While a good producer or a good editor is an "artist" in their own way, they are not musicians.

    Performance is key, it is a completed work. Using that performance as the basis for something else doesn't make that new thing into a performance, or even really music. It is the producer editing the track, it's something else. It's not a musical performance.

    The remixer doesn't create new... they just recycle. You may not have seen the pieces in that order or in that collection, but it is just recycled performances by other people.

     

    reply to this | link to this | view in thread ]

  72.  
    identicon
    Anonymous Coward, Oct 12th, 2011 @ 11:38am

    Re: Re: Re: Re: Re: Re: Re:

    "It's my opinion. I disagree with your opinion, but I understand where you are coming from."

    I have my own unfounded opinion in which I use musical terms I don't really understand. I disagree with your opinion, but I understand that you know a lot more about music than I do and clearly have a professional opinion on the matter, but I don't concede points no matter how much bullshit I am called on.

    ftfy

     

    reply to this | link to this | view in thread ]

  73.  
    identicon
    Anonymous Coward, Oct 12th, 2011 @ 11:39am

    If the sample was the used as the "hook" it could contribute greatly to the song. Just because only 10 seconds was sampled does not mean that the sample is only present in 10 seconds of the song.

     

    reply to this | link to this | view in thread ]

  74.  
    identicon
    Anonymous Coward, Oct 12th, 2011 @ 11:42am

    Re: Re: Re: Re: Re: Djuma got caught violating a copyright

    "The remixer doesn't create new... they just recycle. You may not have seen the pieces in that order or in that collection, but it is just recycled performances by other people."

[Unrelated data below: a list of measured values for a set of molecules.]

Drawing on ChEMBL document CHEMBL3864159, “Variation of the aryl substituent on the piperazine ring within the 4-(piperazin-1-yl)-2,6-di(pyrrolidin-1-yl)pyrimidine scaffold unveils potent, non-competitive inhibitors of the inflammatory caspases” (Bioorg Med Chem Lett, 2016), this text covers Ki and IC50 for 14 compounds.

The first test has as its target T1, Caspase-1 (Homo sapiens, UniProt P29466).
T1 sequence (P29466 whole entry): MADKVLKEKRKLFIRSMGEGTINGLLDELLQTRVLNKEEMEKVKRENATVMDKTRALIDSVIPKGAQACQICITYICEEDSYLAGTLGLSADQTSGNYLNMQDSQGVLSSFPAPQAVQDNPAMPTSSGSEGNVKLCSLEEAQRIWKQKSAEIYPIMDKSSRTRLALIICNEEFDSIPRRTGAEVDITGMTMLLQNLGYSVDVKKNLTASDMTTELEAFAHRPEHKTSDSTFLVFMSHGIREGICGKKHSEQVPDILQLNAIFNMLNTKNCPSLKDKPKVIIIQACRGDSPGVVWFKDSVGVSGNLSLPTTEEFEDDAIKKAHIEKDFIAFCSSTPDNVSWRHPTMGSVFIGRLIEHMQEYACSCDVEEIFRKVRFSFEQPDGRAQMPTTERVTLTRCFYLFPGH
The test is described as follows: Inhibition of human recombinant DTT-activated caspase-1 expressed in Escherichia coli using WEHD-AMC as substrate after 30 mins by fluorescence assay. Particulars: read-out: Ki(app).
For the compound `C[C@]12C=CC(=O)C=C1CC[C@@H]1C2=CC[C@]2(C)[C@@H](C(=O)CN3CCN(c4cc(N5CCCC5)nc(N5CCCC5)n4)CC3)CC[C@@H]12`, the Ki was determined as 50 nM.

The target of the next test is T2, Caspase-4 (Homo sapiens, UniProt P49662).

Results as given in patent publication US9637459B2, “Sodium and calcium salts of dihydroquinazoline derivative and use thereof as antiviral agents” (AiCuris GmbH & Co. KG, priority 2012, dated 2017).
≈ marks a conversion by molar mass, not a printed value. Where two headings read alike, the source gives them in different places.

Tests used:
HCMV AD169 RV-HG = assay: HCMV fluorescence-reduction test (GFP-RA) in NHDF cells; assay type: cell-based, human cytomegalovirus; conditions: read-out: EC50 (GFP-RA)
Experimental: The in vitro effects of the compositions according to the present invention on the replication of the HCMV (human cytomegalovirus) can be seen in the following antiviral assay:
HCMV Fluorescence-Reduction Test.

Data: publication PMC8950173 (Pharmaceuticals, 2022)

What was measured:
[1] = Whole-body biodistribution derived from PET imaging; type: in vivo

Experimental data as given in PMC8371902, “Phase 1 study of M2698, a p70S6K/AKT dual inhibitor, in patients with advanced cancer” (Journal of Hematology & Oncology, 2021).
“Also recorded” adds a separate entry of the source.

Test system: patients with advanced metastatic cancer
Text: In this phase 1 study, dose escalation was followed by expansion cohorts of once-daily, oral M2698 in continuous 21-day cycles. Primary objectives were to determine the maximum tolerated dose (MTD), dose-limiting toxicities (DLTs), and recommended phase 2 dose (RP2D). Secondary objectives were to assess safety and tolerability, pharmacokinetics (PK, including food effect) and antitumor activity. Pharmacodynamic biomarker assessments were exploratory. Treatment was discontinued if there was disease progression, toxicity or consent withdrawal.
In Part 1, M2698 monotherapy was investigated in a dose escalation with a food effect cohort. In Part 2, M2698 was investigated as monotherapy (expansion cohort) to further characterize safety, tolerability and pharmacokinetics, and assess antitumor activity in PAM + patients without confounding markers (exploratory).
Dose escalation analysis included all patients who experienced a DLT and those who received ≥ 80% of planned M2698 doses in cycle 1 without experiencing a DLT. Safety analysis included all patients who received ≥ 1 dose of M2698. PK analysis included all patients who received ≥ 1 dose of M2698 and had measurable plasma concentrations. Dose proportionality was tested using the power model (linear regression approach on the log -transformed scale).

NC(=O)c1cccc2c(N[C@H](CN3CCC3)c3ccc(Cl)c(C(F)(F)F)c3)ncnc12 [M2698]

Which is why this "new" song sounds exactly like the work it is infringing off of. It has the same melody and tempo of all the pieces it stole from. Because really its nothing new, creative or original.

     

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  75.  
    identicon
    IWriteActualMusic, Oct 12th, 2011 @ 11:45am

    "Get over yourself"

    This is why I generally don't get involved in these kinds of discussions, because average Joes who know nothing about music composition and/or arranging and copyright law think they're "experts" because they listen to music and watch "Judge Judy".

    Clowns are entertaining.

     

    reply to this | link to this | view in thread ]

  76.  
    identicon
    jackn, Oct 12th, 2011 @ 11:49am

    "may effectively wipe out the ability to create music based on samples"

    Yay!

     

    reply to this | link to this | view in thread ]

  77.  
    identicon
    Anonymous Coward, Oct 12th, 2011 @ 11:50am

    Re: Re: Re: Re: Re: Re: Djuma got caught violating a copyright

    The ability to play instruments trumps the ability to create new musical arrangements. Because really as long as you have had a few lessons you can fart into a tuba and I will call you an artist. However if you can play no instruments but use samples to create a truly unique and original piece of music you are nothing but a worthless hack.

    But hey I am looking at this objectively and not letting my preferences get involved...

     

    reply to this | link to this | view in thread ]

  78.  
    identicon
    Anonymous Coward, Oct 12th, 2011 @ 11:54am

    Re: Re: Re: Re: Djuma got caught violating a copyright

    Are there ANY people that think sampledelia is art?

     

    reply to this | link to this | view in thread ]

  79.  
    icon